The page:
Judicial Review: Challenging times ahead
Monday 9th March 2015
Following months of political wrangling, culminating in what the Parliament website officially called ‘ping-pong’ between the Commons and the Lords, the changes to Judicial Review in the Criminal Justice and Courts Act 2015 finally received Royal Assent on 12 February. They will come into force when the Minister for Justice decides, which is likely to be at some point before Parliament dissolves at the end of March.
What is Judicial Review?
Judicial Review is used to challenge the decisions of public bodies, where those decisions may have been taken unlawfully, usually due to a failure to follow the correct procedure. It covers everything from planning decisions to electoral issues, via OAP travel passes and the burial of a certain Plantagenet monarch; it is, in short, the official means by which citizens hold those in power to account.
Why is Judicial Review being changed?
Judicial Review’s use has expanded significantly since the turn of the millennium and the government argues this is leading to judicial interference in the realm of elected decision makers. They also suggest there is a significant cost burden to revisiting an entire decision making process, particularly on bigger issues where the decision making process has taken years.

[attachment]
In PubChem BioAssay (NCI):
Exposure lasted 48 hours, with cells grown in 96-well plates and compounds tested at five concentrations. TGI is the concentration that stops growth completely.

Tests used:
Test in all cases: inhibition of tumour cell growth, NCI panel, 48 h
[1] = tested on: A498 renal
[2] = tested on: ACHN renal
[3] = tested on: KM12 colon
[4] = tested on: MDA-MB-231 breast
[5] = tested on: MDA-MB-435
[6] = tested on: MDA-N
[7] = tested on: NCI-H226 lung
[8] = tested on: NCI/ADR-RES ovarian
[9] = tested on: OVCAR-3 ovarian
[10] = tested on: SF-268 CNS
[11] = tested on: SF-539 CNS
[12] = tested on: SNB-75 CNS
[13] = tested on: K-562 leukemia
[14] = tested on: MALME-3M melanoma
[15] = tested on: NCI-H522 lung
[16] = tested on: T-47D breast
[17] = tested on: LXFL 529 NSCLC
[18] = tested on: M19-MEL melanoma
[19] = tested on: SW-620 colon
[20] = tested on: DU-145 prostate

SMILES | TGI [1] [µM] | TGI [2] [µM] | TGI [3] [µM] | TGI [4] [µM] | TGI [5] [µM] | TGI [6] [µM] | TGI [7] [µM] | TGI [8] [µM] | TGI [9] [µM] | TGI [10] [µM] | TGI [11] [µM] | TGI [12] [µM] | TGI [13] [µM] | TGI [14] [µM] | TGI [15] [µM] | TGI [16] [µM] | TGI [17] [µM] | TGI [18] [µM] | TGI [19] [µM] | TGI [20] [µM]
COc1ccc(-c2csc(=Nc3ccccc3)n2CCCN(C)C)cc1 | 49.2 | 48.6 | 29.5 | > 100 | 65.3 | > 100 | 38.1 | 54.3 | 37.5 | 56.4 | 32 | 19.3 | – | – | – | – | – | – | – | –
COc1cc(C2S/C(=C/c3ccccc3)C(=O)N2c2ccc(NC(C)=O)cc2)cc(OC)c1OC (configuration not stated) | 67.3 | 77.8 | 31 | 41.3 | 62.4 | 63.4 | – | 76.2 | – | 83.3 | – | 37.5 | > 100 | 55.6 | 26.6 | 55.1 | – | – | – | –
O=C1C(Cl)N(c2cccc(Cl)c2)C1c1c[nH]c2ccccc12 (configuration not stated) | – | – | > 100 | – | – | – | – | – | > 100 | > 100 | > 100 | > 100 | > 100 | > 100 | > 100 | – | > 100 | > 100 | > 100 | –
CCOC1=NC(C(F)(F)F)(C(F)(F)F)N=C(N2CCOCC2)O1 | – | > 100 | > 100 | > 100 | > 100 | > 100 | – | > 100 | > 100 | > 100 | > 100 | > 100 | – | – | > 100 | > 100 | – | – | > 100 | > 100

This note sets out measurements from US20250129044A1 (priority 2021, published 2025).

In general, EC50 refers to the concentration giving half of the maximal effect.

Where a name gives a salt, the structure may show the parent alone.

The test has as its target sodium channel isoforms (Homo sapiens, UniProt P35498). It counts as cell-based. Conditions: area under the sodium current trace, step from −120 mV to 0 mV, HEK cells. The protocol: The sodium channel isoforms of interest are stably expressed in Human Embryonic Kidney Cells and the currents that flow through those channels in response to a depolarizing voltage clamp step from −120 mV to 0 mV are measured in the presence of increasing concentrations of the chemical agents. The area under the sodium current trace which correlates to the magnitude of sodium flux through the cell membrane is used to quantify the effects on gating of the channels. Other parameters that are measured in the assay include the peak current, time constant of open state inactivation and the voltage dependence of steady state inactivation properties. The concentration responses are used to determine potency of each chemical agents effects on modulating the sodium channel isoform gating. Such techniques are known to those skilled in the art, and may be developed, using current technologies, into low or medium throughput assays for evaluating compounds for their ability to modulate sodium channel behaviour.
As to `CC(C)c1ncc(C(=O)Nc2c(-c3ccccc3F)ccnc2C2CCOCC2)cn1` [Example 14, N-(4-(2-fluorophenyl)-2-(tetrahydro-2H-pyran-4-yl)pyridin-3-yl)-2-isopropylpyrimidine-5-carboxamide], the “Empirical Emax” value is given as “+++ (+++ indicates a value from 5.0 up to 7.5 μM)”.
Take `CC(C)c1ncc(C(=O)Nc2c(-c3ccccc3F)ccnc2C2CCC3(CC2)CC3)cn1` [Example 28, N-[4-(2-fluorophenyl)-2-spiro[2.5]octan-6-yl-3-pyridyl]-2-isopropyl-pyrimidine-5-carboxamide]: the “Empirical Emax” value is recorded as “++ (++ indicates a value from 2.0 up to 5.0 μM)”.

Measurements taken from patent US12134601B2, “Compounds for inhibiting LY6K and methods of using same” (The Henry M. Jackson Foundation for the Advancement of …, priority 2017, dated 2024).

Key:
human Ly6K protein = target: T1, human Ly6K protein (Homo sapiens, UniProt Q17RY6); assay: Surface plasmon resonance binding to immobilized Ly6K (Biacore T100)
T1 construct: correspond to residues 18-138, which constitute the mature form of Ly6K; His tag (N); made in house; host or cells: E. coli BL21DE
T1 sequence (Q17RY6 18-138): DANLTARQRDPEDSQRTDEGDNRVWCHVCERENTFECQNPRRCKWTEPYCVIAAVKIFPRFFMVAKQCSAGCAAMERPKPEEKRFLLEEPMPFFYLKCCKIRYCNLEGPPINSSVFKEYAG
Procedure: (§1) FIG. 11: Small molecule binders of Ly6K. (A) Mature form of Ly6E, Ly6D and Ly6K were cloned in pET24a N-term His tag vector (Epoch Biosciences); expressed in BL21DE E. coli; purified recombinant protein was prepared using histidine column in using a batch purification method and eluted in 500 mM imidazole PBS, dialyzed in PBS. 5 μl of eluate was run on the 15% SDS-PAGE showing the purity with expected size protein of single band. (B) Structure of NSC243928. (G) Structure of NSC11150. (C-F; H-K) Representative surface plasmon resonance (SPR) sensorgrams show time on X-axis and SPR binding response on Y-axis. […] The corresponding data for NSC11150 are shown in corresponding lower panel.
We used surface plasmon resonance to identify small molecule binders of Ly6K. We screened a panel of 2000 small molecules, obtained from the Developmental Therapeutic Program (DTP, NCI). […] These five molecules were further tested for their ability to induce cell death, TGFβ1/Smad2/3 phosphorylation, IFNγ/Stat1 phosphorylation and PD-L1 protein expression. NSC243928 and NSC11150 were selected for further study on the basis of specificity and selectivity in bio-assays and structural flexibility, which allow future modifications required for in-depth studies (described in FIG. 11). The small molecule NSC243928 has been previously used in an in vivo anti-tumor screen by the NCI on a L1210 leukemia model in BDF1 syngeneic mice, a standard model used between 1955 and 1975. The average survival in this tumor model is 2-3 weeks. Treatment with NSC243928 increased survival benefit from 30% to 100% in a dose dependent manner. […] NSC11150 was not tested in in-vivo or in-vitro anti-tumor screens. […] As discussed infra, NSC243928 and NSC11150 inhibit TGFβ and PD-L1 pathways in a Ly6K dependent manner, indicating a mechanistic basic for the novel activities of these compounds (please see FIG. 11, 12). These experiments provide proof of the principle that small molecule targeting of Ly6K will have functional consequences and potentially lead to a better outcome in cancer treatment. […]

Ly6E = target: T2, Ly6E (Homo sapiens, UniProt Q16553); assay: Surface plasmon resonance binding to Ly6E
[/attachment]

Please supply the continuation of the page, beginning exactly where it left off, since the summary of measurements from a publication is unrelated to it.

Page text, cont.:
However, the vast majority of this increase in cases has come from immigration matters. The rise in civil judicial review claims has been quite small, from 1,730 in 2000 to 2,190 in 2013.
What are these changes?
The new Act makes it more difficult to successfully challenge a decision. It is now a defence to show that a decision reached unlawfully would not have been ‘substantially different’ if the proper procedure had been followed. Courts cannot fully replicate the decision making process, so in future, rather than forcing public bodies to make decisions lawfully, the decision may come down to how plausible they find the argument that the public body would have reached the same decision anyway.
There is an exception to this ‘substantially different’ test for matters of ‘exceptional public interest’. One might consider that there is always a very strong argument that having an accountable, law abiding government is of ‘exceptional public interest’, however whether this view survives the new legislation will be interesting. In all likelihood this test will apply to those cases with far reaching consequences, an example which springs to mind would be a challenge to the decision to construct HS2.
We wait to see the impact of these changes. In time the courts will give detailed guidance on the new law, but it is not yet clear what this guidance will be. Whilst some senior judges have given their views on the changes, their personal opinions may not accord with those they reach in court. On top of this, Labour have stated they will repeal these changes should they come to power in May. For now at least, uncertainty is the only certainty in this vital area of law.